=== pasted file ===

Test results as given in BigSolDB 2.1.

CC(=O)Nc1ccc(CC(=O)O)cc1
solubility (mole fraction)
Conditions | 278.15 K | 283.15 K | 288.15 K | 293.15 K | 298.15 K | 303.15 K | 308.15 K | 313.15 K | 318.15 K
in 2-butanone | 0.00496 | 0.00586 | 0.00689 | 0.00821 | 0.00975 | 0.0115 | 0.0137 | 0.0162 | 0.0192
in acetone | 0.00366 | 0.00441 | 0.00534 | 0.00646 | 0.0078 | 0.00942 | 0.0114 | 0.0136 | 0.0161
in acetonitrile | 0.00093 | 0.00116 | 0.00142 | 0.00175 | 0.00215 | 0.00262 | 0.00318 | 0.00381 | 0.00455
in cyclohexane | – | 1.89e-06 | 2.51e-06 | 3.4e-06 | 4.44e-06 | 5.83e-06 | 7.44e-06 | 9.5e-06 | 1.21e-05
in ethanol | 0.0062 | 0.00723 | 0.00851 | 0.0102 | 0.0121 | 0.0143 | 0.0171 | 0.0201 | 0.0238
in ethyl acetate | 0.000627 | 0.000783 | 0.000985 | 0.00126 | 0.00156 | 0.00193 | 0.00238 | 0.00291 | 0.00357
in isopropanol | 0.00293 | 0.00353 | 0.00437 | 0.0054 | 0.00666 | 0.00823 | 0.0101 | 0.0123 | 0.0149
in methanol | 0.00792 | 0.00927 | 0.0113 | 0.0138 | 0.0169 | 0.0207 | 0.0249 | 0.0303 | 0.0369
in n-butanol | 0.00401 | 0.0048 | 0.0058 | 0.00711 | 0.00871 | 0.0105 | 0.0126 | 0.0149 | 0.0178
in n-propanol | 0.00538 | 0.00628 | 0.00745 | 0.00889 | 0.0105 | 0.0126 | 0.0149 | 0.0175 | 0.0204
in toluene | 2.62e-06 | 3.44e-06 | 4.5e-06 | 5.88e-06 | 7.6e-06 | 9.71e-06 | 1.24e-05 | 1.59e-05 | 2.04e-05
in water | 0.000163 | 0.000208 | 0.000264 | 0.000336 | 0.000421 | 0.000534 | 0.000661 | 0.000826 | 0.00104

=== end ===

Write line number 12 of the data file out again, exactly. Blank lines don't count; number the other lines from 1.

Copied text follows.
in methanol | 0.00792 | 0.00927 | 0.0113 | 0.0138 | 0.0169 | 0.0207 | 0.0249 | 0.0303 | 0.0369